"We've really got a problem here," he chirps in a hunted manner as he paces my office.
"What's that?" I ask helpfully.
"The bloody network, it's a shambles!"
"Well I don't mean to rub salt into your wounds, but you probably should've let us do the planning. After all, that's what we're paid for."
"And what would you have done that was so different?" he demands offensively.
"Hmm..." the PFY cuts in, "I would have run some multi-pair plug looms of real Cat 5 (and not some cheap imitation) under the raised floors, and terminated them at the three outlet points that I'd have allocated per room."
"But that's what I proposed!" he blurts, realisation hitting him.
"Well actions do speak louder than words," I sigh. "Speaking of which, I believe there's a legal one heading your way real soon."
"What am I going to do," he wails in a voice very reminiscent of a user at disk defragmentation time.
"Well you could have the cabling replaced," I reply.
"Yes, you're right, I'll do that."
"Only its cable-tied every six inches inside a wall, and that means they'll have to partially demolish it to ..."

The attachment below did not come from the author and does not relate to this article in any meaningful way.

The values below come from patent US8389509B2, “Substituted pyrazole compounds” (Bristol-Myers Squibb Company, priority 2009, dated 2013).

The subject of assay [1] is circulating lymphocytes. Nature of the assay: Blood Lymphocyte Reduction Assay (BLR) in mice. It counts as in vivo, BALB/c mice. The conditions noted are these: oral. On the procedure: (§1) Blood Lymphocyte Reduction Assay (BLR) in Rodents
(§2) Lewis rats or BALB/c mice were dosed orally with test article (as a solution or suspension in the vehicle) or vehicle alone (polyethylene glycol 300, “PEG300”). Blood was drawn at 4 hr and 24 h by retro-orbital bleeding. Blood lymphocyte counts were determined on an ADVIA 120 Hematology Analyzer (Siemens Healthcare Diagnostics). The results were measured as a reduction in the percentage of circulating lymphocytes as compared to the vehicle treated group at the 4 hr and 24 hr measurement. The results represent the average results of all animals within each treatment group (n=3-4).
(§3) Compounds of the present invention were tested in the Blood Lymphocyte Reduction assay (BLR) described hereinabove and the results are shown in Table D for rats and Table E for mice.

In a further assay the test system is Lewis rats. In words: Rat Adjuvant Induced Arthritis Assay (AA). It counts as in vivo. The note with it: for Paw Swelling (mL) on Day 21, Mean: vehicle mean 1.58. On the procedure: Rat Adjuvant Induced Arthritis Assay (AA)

"That's no good!"
"Well then there's only plan B left."
"What is it?"
"You pay a one-time subscription to 'Bastard-Net Inc' and agree to large overtime bills. The problem will be gone by tomorrow and just a memory by next Wednesday."
"What's the subscription and where do I pay?" he blurts.
"Two hundred quid; the PFY and me."
Seeing the rock and hard place at close proximity once more, the boss reaches for his wallet.
The next day, security are combing the building for the eight office doors mysteriously stolen during the night. Strangely, the CCTV noted nothing but a rerun of The Beverley Hillbillies.
Network stability in the new offices is at an all-time high, except for when the head of PR (a heavily built gentleman who looks like he was poured into his clothes and forgot to say when) passes by. His popularity around those offices appears to be waning fast.
One week later, the sub-floor recable is completed and the PFY and I present our overtime sheets for approval.
"Hang on," the boss shouts. "168 hours? That's 24 hours a day for seven days!"
"We did work extremely hard," the PFY chips in.
"You can't seriously expect me to sign this," the boss says, ever so slightly annoyed.
"Of course not," I reply. "We'll just put the network back the way it was then. Oh, and I wonder ..."
"Wonder what?!" the boss snarls.
"Whose fingerprints were on that pile of stolen doors that security found ..."
"Tomorrow morning ..."
One autograph later, the PFY and I take the rest of the day off to recuperate from our stressful overtime.